“All our dreams can come true, if we have the courage to pursue them” (Walt Disney). God gives every human a purpose to achieve through Him. To reach it, it requires constant surrender to Him, in spite of our life struggles, doubts, fears, and temptations to terminate the journey.
To climb Mount Everest, to be the boxer who beats Muhammad Ali, to successfully sail across the Bermuda Triangle, demands enormous hope, courage, perseverance, and faith in spite of gargantuan life obstacles. However, accomplishing lofty goals like these show greatness. That is why God gives giant-sized purposes to people – to show His greatness to a dying world, so individuals will realize how much we need Him, in spite of our giant-sized problems.
You may think your life doesn’t matter; but I believe God has a special dream for you and me to accomplish in our own lives. We may not see the rippling effect our words and actions each day have upon people, society, and generations to come, but God knows. Whether or whether not our dream is greater than ordinary, it still the same. All God wants is a surrendering heart that desires a love relationship with Him and others.
In every mind is a warfare for supremacy: between doubt and faith; selfishness and love, and fear versus courage. Days of sorrow and confusion, where the trials seem too overwhelming and out of control, where there are struggles not to hate after being hurt, where you just plain want to disbelieve the dream of freedom, often torment the human mind. Trying to be the onward Christian soldier who continues to march forward no matter what, we can’t let the uncertainty of the unknown compel us to give up the fight – just like the Israelites who wanted to forgo their “land of milk and honey” because they feared what lies ahead. Our courage must be stronger than our doubts, hurts, and fears.
“Fear defeats more people than any other thing in the world” (Ralph Waldo Emerson); however, it doesn’t have to beat me or you. In spite of being told by King Saul, “There’s no way you can fight this Philistine and possibly win!” (1 Samuel 17:33), David, an ordinary shepherd boy, with only five stones and a sling, conquered fear and his giant Goliath, through the power of God. “With man, this is impossible, but with God, all things are possible” (Mark 10:27).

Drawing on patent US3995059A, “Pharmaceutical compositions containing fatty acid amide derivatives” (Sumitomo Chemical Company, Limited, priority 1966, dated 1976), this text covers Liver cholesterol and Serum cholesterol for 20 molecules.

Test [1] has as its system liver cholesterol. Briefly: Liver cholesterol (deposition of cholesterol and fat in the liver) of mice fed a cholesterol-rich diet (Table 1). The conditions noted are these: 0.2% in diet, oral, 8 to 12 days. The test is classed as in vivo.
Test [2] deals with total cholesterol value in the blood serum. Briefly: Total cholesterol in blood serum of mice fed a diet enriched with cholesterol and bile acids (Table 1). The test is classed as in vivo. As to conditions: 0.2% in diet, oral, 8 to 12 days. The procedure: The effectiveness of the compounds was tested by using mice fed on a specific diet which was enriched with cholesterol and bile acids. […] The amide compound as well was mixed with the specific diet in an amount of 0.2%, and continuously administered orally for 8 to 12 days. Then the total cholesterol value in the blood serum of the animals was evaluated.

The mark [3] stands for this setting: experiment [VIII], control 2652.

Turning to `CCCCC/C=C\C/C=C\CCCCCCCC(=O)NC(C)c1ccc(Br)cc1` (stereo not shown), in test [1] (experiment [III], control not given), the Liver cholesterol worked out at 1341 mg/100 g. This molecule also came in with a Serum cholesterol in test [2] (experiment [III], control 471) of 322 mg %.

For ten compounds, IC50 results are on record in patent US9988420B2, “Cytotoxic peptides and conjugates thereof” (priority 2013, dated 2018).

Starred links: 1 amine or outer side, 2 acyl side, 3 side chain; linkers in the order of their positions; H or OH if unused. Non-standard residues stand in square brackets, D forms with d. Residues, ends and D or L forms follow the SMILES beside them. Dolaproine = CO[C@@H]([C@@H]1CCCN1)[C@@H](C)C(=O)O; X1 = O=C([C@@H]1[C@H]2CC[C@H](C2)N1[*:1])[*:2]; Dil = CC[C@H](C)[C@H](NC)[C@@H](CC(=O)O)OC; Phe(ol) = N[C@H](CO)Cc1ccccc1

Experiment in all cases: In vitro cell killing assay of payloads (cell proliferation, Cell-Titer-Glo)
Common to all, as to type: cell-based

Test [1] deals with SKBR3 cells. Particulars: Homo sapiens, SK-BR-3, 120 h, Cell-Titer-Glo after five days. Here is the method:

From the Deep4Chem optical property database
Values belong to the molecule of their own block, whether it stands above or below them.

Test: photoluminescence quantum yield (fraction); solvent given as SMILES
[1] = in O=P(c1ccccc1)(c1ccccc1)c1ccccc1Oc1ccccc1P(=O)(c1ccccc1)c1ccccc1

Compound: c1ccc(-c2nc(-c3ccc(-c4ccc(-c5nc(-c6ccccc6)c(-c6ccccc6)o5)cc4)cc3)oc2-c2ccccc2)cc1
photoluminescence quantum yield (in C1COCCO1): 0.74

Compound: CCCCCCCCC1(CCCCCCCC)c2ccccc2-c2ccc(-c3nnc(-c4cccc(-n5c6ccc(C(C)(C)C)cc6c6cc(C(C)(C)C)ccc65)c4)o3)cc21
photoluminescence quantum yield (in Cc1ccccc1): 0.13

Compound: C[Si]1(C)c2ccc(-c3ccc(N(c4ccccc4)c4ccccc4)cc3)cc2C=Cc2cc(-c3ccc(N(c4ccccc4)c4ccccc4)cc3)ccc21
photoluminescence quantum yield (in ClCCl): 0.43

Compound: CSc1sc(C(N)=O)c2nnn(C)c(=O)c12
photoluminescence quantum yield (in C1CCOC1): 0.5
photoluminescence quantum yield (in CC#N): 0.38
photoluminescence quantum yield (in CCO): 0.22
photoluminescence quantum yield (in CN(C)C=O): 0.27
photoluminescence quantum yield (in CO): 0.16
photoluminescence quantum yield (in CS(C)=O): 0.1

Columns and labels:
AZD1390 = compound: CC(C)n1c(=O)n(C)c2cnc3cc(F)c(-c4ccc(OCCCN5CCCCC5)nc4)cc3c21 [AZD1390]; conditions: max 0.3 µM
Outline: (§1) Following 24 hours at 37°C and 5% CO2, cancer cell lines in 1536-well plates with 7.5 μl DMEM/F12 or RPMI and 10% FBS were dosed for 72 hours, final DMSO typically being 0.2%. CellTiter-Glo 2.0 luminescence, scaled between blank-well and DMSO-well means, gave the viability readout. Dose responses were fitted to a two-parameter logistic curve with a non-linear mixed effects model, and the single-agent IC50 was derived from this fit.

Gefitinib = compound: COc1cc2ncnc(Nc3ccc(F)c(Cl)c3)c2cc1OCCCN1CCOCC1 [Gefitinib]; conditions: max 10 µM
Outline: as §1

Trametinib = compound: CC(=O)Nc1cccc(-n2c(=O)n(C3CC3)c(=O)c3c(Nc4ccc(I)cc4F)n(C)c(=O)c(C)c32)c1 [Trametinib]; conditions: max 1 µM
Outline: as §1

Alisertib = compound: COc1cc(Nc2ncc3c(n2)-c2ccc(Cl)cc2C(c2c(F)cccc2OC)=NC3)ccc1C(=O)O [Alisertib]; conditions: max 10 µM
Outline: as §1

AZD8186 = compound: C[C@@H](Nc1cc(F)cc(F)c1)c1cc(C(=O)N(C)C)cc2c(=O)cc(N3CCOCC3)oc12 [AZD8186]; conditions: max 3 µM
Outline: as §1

When you trust in the God who is always on your side, no giant can defeat you. “There are no hopeless situations, just people who think hopelessly” (Winfred Newman). So, how was David back then able to muster sufficient courage and faith to risk his life in the process of testing God’s trustworthiness in delivering David through his trial?
“The Lord who rescued me from the claws of the lion a bear will rescue me from this Philistine” (David, 1 Samuel 17:37) – words of David, indicating David’s growing confidence that gradually grew from his previous smaller victories of conquering lions and bears through God. In Romans 5:4, it says that“trials worketh patience; patience, experience, and experience, hope.” David’s earlier trials taught him that “I can do all things through Christ (God) which strengthened me”, as each faith experience gave him more and more conviction and hope to face the next trial. This faith principle is also true for us today.
“I sought the Lord, and He heard me, and delivered me from all my fears” (Psalms 34:4). Our faith grows further when we are able to associate God’s promises found in His Word, with our faith experiences. When we can correlate “What God says He will do” (found in Scriptures) with “What God has done in my life” (our faith experiences versus adversity), our courage, in time, will increase, and our doubts and fears will gradually diminish.
“Courage is being afraid, but going on anyhow” (Dan Rather).Through the power of Christ, we must daily confront our fears, embrace the conflict of the adversity, believe in God’s promises as we surrender our anxieties to Christ, and finally, replace our pessimism with optimism. Doing all this, in spite of our personal strongholds, is definitely a difficult task, accompanied by many failures. However, according to Dale Carnegie, “Most of us have far more courage than we ever dreamed possible.”
“So be strong and courageous! Do not be afraid and do not panic before them. For the Lord your God will personally go ahead of you. He will neither fail you nor abandon you” (Deuteronomy 31:6). Wholeheartedly knowing truths like these will not only liberate you from your strongholds, but can, depending upon our purpose, remove the shackles of the people around us.